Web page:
But what about IE11? It doesn’t understand ES6 module syntax! 😱 PlayCanvas still needs to ship as a strictly ES5 library. To transform the entire codebase from ES6 module format to ES5 UMD format (PlayCanvas is used in both the browser and Node), you simply need to leverage a JavaScript bundler.

There are many options for selecting a JS bundler. In the end, 3 options were tested: Rollup, Parcel and ESBuild. You can see the PRs for each here:

In the end, Rollup was selected over Parcel and ESBuild. In testing, Parcel needed up to 16s for an initial build, while Rollup only required 3s. And we were reticent to adopt ESBuild since it was far less established and battle tested compared to Rollup. But we may review this decision in the future. Now that the engine is ported to ES6 modules, switching bundler is fairly straightforward.

With Rollup, the build script reduced from ~1000 lines to ~100 lines. Quite a saving. Rollup’s plugin system made it incredibly easy to write custom handling for GLSL files and also run a C-like preprocessor in order to build debug, release and profile versions of the engine.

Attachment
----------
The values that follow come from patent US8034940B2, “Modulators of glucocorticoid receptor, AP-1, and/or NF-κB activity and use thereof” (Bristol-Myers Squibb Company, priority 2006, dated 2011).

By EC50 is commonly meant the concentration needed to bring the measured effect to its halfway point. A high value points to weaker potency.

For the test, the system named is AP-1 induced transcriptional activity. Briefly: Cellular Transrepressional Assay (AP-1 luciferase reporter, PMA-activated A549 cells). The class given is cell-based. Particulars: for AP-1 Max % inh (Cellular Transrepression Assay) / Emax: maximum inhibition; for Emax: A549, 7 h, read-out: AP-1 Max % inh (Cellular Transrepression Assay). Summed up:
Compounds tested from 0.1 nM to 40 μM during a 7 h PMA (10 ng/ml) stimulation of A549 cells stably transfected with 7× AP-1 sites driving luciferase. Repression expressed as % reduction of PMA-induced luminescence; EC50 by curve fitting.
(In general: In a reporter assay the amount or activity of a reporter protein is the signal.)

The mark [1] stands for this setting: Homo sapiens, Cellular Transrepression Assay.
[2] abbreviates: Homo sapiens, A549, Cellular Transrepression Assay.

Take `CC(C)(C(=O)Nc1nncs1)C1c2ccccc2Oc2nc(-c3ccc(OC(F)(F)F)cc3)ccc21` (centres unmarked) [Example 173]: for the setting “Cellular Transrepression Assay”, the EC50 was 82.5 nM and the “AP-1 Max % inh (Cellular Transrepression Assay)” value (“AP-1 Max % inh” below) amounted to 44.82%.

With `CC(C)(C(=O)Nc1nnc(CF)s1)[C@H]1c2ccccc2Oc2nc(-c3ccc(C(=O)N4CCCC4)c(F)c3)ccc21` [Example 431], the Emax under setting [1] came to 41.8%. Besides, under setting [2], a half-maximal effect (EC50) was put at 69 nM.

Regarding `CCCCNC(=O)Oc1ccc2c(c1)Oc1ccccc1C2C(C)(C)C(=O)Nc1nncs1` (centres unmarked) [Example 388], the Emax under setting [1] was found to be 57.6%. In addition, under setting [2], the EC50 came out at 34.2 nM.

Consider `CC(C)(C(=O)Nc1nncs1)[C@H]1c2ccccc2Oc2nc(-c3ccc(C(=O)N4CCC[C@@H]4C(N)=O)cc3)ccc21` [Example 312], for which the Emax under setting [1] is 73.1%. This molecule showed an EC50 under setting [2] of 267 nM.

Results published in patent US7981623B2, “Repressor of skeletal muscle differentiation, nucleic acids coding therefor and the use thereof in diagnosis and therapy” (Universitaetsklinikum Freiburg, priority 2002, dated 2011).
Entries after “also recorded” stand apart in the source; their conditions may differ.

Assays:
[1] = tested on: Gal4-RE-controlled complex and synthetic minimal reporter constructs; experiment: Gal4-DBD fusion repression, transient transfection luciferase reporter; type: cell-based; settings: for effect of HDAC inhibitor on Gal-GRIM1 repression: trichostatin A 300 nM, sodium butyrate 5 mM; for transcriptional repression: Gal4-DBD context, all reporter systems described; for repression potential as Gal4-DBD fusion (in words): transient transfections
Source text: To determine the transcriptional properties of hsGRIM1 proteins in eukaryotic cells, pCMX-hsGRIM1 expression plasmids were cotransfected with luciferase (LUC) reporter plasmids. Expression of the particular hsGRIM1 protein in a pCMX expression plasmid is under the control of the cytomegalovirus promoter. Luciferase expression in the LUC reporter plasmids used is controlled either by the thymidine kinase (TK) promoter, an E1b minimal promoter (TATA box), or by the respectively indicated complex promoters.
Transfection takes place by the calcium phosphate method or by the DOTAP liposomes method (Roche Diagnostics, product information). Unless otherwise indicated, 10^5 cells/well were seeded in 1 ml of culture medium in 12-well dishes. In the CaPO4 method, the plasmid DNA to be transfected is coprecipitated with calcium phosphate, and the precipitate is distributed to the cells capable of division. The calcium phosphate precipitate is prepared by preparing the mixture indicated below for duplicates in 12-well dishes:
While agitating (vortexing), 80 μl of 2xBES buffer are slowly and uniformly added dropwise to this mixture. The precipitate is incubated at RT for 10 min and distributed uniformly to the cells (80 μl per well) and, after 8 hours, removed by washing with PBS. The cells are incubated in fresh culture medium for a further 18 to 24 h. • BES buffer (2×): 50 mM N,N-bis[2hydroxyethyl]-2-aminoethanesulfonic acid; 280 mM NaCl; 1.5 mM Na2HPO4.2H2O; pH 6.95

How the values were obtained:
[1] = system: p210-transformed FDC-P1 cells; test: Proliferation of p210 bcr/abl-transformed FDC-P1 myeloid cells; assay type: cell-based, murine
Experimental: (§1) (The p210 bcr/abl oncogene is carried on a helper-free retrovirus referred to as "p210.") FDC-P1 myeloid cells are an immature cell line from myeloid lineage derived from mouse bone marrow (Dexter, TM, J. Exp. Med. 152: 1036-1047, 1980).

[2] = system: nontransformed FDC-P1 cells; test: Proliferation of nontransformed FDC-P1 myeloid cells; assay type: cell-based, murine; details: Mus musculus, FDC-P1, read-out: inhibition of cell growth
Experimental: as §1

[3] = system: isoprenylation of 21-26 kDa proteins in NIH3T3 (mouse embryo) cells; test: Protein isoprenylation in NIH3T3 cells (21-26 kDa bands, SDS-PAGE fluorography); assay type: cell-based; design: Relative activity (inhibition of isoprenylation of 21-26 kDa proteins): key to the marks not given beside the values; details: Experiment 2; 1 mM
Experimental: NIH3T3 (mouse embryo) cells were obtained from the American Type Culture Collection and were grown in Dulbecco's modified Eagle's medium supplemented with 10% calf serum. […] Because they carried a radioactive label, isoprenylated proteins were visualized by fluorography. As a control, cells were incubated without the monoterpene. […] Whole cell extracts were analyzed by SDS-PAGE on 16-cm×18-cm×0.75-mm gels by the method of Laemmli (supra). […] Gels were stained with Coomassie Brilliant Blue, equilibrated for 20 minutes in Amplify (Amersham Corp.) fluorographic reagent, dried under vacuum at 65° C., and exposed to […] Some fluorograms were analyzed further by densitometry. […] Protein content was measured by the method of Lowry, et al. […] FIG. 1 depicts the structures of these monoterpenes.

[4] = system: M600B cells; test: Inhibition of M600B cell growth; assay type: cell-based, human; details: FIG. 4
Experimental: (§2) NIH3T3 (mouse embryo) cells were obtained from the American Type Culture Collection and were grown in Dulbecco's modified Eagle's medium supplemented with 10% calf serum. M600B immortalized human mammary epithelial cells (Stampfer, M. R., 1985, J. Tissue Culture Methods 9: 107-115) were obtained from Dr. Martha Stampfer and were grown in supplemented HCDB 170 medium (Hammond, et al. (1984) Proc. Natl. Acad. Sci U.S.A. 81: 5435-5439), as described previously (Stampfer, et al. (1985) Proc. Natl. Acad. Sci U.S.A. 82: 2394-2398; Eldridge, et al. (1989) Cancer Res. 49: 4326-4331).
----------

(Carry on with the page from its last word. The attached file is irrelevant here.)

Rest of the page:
What’s Next?

Now that we have merged the ES6 Module port, where do we go from here?

First up, Rollup is kindly informing us that circular dependencies exist in the PlayCanvas codebase.

We want to clean things up and eliminate them. What’s the motivation for that? It makes it easier for the bundler to employ tree-shaking to remove unreferenced code from the engine. At the moment, the engine’s Application class imports pretty much everything. And many classes import the Application. This makes it hard to build a version of the library which doesn’t include the particle engine, say. Or maybe the physics engine.

Beyond that, we are keen to explore leaving ES5 behind and fully embracing ‘modern’ JavaScript, or maybe Typescript. Rollup can trivially run Babel or the Typescript compiler as plugins, thereby ensuring we can still ship an ES5 library. We’re looking forward to making that decision based on your feedback. So feel free to let us know what you think on the forum!